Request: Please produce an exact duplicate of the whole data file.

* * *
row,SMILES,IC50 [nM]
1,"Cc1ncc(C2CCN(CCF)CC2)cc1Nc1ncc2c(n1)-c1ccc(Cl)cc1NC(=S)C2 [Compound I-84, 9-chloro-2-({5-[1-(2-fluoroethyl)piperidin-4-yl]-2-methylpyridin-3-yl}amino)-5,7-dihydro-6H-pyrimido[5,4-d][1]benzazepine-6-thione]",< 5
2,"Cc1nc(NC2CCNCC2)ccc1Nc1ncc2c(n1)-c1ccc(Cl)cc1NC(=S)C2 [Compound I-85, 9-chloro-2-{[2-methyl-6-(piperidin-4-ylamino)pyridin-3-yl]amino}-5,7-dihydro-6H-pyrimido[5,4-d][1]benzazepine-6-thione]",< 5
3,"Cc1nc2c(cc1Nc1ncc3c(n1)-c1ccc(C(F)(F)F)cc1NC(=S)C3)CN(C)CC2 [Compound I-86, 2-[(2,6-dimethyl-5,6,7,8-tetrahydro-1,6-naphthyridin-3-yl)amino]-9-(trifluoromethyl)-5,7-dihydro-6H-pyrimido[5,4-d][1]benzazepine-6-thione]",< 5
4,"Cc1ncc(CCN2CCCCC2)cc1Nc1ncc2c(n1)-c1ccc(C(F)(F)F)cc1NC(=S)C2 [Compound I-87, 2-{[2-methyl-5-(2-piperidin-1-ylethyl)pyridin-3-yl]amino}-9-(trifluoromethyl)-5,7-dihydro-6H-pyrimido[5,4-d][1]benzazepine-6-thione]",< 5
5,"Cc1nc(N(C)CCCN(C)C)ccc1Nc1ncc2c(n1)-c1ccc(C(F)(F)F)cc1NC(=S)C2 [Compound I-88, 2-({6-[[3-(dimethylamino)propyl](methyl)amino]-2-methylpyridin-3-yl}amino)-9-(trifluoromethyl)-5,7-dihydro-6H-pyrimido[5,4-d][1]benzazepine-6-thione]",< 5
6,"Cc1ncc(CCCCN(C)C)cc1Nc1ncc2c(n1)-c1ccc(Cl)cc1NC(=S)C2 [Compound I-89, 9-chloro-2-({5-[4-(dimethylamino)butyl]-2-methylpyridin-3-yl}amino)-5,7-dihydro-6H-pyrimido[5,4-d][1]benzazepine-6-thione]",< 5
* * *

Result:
row,SMILES,IC50 [nM]
1,"Cc1ncc(C2CCN(CCF)CC2)cc1Nc1ncc2c(n1)-c1ccc(Cl)cc1NC(=S)C2 [Compound I-84, 9-chloro-2-({5-[1-(2-fluoroethyl)piperidin-4-yl]-2-methylpyridin-3-yl}amino)-5,7-dihydro-6H-pyrimido[5,4-d][1]benzazepine-6-thione]",< 5
2,"Cc1nc(NC2CCNCC2)ccc1Nc1ncc2c(n1)-c1ccc(Cl)cc1NC(=S)C2 [Compound I-85, 9-chloro-2-{[2-methyl-6-(piperidin-4-ylamino)pyridin-3-yl]amino}-5,7-dihydro-6H-pyrimido[5,4-d][1]benzazepine-6-thione]",< 5
3,"Cc1nc2c(cc1Nc1ncc3c(n1)-c1ccc(C(F)(F)F)cc1NC(=S)C3)CN(C)CC2 [Compound I-86, 2-[(2,6-dimethyl-5,6,7,8-tetrahydro-1,6-naphthyridin-3-yl)amino]-9-(trifluoromethyl)-5,7-dihydro-6H-pyrimido[5,4-d][1]benzazepine-6-thione]",< 5
4,"Cc1ncc(CCN2CCCCC2)cc1Nc1ncc2c(n1)-c1ccc(C(F)(F)F)cc1NC(=S)C2 [Compound I-87, 2-{[2-methyl-5-(2-piperidin-1-ylethyl)pyridin-3-yl]amino}-9-(trifluoromethyl)-5,7-dihydro-6H-pyrimido[5,4-d][1]benzazepine-6-thione]",< 5
5,"Cc1nc(N(C)CCCN(C)C)ccc1Nc1ncc2c(n1)-c1ccc(C(F)(F)F)cc1NC(=S)C2 [Compound I-88, 2-({6-[[3-(dimethylamino)propyl](methyl)amino]-2-methylpyridin-3-yl}amino)-9-(trifluoromethyl)-5,7-dihydro-6H-pyrimido[5,4-d][1]benzazepine-6-thione]",< 5
6,"Cc1ncc(CCCCN(C)C)cc1Nc1ncc2c(n1)-c1ccc(Cl)cc1NC(=S)C2 [Compound I-89, 9-chloro-2-({5-[4-(dimethylamino)butyl]-2-methylpyridin-3-yl}amino)-5,7-dihydro-6H-pyrimido[5,4-d][1]benzazepine-6-thione]",< 5